- I cooked what I wanted when I wanted.
- I didn’t cook if I didn’t want to.
- If I was broke, it was my fault and no one else’s.
- I didn’t have to ask someone else if they liked the sofa against this wall or that one
- or discuss what colour to paint the living room.
I made all of the decisions and I took all of the responsibility for all of them.
And I liked it. Alot!
That’s probably why my boyfriend and I stayed in the dating stage a lot longer than the average couple. He also had been on his own for a long time. We talked about living together at times over the years but we never seemed to get very far in the conversation. It was clear that neither of us were ready and we were happy with the relationship the way it was.
But after 10 years of dating, we finally decided that it was time to take our relationship to the next level and I have to tell you, I was nervous.
To be honest, I sort of forgot how to live with someone.
Let’s face it, we aren’t 22 years old anymore and the older we get, the more we get set in our ways. There would be a lot of things to figure out and a lot of compromising was on the horizon. I knew I was a very good – no – I was a great girlfriend, but could I be a “wife” again.
NOT that I was planning to be a “wife” per se but you know what I mean.
This next step in a relationship is exciting no matter your age and love can be intoxicating and blinding. Very often, you get so wrapped up in the excitement that you only see the good and forget to look behind the curtain for the bad and the ugly. And bad and ugly there will be.
But if you’re lucky enough to get a second chance at love and feel that you’re ready to take that next step – again – take a minute to realize that there are things to consider now that weren’t there the first time.
1. Location, location, location
Do you both own a home? If so, does one sell and move into the other’s home? Would the new resident feel more like a guest?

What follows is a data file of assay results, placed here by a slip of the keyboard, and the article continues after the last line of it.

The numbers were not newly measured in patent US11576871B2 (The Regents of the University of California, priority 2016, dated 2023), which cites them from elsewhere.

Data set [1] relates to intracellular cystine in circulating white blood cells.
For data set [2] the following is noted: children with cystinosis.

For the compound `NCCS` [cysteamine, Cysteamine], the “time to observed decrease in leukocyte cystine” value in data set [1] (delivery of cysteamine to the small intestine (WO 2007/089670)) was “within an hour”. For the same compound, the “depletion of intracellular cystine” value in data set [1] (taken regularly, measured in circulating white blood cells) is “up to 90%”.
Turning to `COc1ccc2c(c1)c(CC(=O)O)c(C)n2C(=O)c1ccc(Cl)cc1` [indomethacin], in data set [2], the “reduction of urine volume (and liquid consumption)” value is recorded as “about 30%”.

Or do you both sell and get a new (neutral) place? If you do that, do you both go on title? Sharing a mortgage is taking the next level to another whole level.
Talk about the options and weigh them together. Be considerate of how you both are feeling, the last thing you want is for one to feel they were bullied into the arrangement.
My boyfriend moved to my town north of the city (about 80 km away from his place) and I spent the whole first year convinced that he regretted leaving the West End. It made me anxious and afraid all of the time. Finally, during an argument of all things, he hollered that he was an adult and wouldn’t have moved here if he didn’t want to. I haven’t worried about it since and we are both happier.
2. What will the kids think?
I’m not suggesting that you get “permission” from the kids to follow your heart and be happy. Frankly, the kids are probably grown now or at least teenagers. But I do think it’s important to find out how everyone feels, especially if any kids are going to be living with you. The whole household and family dynamic is about to change and expectations should be managed, ground rules made and boundaries set.
I had to make sure that my boyfriend understood that living with me also meant living with teenagers and was he willing to take that on? Teenagers with all their messiness, moodiness and smelliness! Kudos to him for diving into that pool!
3. Make sure you’ve had at least three good fights
This might sound dumb but if you haven’t fought yet, do NOT move in together yet. Why? Because you WILL fight when you’re living together and you want to have at least a little experience. If you haven’t had a fight yet, you may blame the first one on the new living arrangement sabotaging any chance you have of success. I only suggest at least three because then you experience more than one scenario.
We went in with fighting experience and let me tell you, we gained a whole lot more fighting experience that first year living together. And I truly believe that our relationship is stronger for it.
4. Talk about money
Seriously, talk about how things are going to work financially. Unlike when we were first graduating college, we are likely going into this new living arrangement with assets, money and debt. Full disclosure is in order. If you can’t do that, you shouldn’t be getting financially involved. Lay it all out on the table – how the bills are going to be paid, who is owns what, will beneficiaries be changing or wills updated? Put it all on paper in a cohabitation agreement and then there is one less thing to fight about.
Oh yes, we have a cohabitation agreement!
5. Check your baggage
No one reaches 50 years old without some baggage. Family baggage, financial baggage and emotional baggage. Recognize it, own it and learn to work through it. Get professional help if you need it.
Again, full disclosure is important because not being honest with your partner about any baggage that you’re bringing into the home is not fair. That’s just setting yourselves up to fail. You are going to create enough of your own new baggage together so you need to clean out as much of the old baggage as you can.
With every new relationship comes new baggage so clear out a corner of your mind to make room for it.
Image courtesy of Stuart Miles at FreeDigitalPhotos.net